Loyola University Chicago

Department of Sociology

Elfriede Wedam

Elfriede Wedam
Instructor, Department of Sociology
Research Associate, McNamara Center
   for the Social Study of Religion

Ph.D., Sociology
University of Illinois at Chicago, 1993
"Moral Cultures and the Movement against Abortion"

M.A., Sociology
University of Illinois at Chicago, 1990
"Out-of-Class Experiences: The Pull Factors Which
Affect Freshman Year Attrition on A Commuter Campus"

A.B., Sociology
Loyola University of Chicago, 1970
(during academic year 1967-68 enrolled in
Paris-Lodron Universitaet, Salzburg, Austria)

Coffey Hall 436

Elfriede Wedam began teaching in the Sociology department in the fall of 2006. Previously she taught courses at the University of Illinois at Chicago, Indiana University-South Bend, and Indiana University-Purdue University Indianapolis (IUPUI).  Her areas of research and publication are sociology of religion, urban sociology, communities, and race and ethnic studies. 

As an Austrian national, Dr. Wedam also pursues an interest in German sociology with a current project on the social-cultural history of a World War I disputed territory, Kanaltal (Val Canale) on the border between the Austro-Hungarian Empire and the Republic of Italy.

Dr. Wedam was a member of the Religion in Urban America Program at UIC, 1993-1997, 2001-2004, (directed by Lowell W. Livezey) in which her interest in urban issues became a prominent part of her research agenda. This program focused on the ways institutional religion, as represented by over 70 congregations of different faiths, races, and ethnicities, was an often overlooked factor in the shaping of urban spaces. Dr. Wedam’s interest in cities and their complex cultures was further nurtured in the Religion and Urban Culture Project of The Polis Center, IUPUI, Indianapolis, where she served as field director,
1997-2001. In this project, over 400 urban and suburban congregations were studied to examine how congregations were responding to the economic, political, and social changes of their local neighborhood
and metropolitan contexts. Dr. Wedam was particularly interested in the impact of urban forces on African American congregations and their responses to their environments.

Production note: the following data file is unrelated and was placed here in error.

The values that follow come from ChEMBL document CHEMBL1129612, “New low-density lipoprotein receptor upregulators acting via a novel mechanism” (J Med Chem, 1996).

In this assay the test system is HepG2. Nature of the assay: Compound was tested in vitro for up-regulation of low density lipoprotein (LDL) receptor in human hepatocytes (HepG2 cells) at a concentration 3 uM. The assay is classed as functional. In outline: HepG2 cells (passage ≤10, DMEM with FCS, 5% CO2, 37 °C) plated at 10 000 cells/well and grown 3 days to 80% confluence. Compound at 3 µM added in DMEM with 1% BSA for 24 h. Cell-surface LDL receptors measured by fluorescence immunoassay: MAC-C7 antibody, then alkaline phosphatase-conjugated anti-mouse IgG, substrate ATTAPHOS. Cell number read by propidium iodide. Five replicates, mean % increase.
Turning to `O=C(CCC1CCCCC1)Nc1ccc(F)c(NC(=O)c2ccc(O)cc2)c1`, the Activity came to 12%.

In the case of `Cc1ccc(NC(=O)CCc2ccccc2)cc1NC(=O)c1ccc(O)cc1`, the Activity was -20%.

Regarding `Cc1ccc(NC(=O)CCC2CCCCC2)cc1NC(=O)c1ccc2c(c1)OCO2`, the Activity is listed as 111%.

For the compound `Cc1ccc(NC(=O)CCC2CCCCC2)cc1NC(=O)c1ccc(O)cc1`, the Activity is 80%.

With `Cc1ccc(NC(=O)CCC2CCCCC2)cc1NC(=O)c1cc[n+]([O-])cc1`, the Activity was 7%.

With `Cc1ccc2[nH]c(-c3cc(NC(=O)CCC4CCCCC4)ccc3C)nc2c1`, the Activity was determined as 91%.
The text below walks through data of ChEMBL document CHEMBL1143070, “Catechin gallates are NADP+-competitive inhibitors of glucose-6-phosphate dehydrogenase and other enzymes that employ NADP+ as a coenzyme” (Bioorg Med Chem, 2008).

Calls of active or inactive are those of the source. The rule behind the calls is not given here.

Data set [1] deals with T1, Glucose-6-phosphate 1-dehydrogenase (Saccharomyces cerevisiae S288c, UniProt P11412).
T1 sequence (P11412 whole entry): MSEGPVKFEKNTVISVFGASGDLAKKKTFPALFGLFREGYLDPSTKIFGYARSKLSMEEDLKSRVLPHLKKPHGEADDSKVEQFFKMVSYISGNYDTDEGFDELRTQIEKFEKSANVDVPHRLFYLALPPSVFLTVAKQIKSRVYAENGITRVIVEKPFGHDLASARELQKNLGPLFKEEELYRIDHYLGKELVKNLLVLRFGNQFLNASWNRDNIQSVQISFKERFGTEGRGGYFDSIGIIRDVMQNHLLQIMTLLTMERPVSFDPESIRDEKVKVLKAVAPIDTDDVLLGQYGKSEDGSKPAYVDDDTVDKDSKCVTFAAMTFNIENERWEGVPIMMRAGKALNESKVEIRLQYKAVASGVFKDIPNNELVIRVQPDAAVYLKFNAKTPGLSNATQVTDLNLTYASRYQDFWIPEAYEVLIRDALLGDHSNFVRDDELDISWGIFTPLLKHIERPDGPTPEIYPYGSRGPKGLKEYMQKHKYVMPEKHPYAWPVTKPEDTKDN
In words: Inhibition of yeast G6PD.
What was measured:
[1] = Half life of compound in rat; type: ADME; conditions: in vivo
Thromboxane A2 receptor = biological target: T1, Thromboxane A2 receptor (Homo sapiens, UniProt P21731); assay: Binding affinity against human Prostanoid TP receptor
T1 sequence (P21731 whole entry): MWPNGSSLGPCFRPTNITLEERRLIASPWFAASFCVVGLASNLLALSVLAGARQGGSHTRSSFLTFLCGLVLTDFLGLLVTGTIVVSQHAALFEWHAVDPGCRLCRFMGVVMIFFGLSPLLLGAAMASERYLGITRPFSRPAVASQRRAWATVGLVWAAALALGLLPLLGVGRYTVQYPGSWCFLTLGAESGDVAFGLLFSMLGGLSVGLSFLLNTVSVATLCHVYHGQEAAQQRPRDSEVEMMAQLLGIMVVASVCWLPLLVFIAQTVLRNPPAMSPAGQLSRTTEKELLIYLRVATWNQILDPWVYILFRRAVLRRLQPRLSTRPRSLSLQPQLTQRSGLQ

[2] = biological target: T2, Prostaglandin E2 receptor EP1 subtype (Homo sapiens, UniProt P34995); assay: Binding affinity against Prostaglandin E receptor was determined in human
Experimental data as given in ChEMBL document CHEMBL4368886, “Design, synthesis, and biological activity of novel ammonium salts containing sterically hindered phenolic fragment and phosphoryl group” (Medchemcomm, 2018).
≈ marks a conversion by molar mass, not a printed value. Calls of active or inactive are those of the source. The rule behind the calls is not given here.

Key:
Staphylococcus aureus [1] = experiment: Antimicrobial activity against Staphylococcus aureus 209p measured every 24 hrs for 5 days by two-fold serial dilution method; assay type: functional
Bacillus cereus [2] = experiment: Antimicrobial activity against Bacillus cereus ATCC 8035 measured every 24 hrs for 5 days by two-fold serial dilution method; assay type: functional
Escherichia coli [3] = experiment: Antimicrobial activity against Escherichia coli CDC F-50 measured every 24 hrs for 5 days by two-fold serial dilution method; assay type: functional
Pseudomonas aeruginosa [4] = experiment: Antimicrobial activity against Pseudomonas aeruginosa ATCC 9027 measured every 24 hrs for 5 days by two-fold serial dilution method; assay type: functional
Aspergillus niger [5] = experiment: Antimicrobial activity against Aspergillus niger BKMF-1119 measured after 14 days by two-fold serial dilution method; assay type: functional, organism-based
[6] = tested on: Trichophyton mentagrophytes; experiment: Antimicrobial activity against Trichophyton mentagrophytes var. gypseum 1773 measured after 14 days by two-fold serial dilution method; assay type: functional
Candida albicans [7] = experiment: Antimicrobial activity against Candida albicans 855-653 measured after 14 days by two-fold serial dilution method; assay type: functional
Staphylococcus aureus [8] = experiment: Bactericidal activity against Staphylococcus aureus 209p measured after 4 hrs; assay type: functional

Her current interests are in community and globalization and the challenges to people’s sense of identity and experiences of security in an era increasingly challenged by social forces seemingly out of the control of the individual. Dr. Wedam uses principally field methods in her research but also has experience in conducting surveys and analyzing survey data.

Selected publications:

Under contract, Religion and Community in the New Urban America (working title) [with Paul D. Numrich], University of Chicago Press

"Communities" Encyclopedia of Globalization, (George Ritzer, ed.) (expected publication  2012)

2009 "Authority versus Liberalism: Is There a Third Way?" Contemporary Sociology, 38:2, (March) 125-129

2008 "Structure, agency, and adaptation in congregations" Cross Currents, (Fall) 363-368.

2005 "'If we let the market prevail, we won’t have a neighborhood left:' Religious Agency and Urban Restructuring on Chicago’s Southwest Side" City and Society  17:2, 211-233.

2004 Sacred Circles and Public Squares: The Multicentering of American Religion. [with Arthur E. Farnsley, II, N. J. Demerath III, Etan Diamond, Mary Mapes], Bloomington: Indiana University Press

2004 "Religion in the City on the Make" in Religion and Public Life in the Midwest: America’s Common Denominator? (with Lowell W. Livezey), Philip Barlow and  Mark Silk, (eds.) Walnut Creek, CA: AltaMira Press

2003  "The 'Religious District' of Elite Congregations: Reproducing Spatial Centrality
and Redefining Mission" Sociology of Religion 64:1, 47-64.

2002 "The predicament of race" Visions, 5:3 (May-June)

2000 "The Mosaic of Black Religion" Research Notes from the Project on Religion and Urban Culture, 2:8, September

2000 "Catholic Spirituality in a New Urban Church" in Public Religion and Urban Transformation: Faith in the City. Lowell W. Livezey, (ed.) New York University Press

2000 "'God Doesn't Ask What Language I Pray In:' Community and Culture on Chicago's Southwest Side" in Public Religion and Urban Transformation: Faith in the City. Lowell W. Livezey, (ed.) New York University Press

Principle courses taught:
Religion and Society (Soc 245) Chicago: Growth of a Metropolis (Soc 125)  Communities (Soc 235)  Sociological Perspectives: An Introduction (Soc 101)
Sociology of the American Catholic Imagination (Soc 280)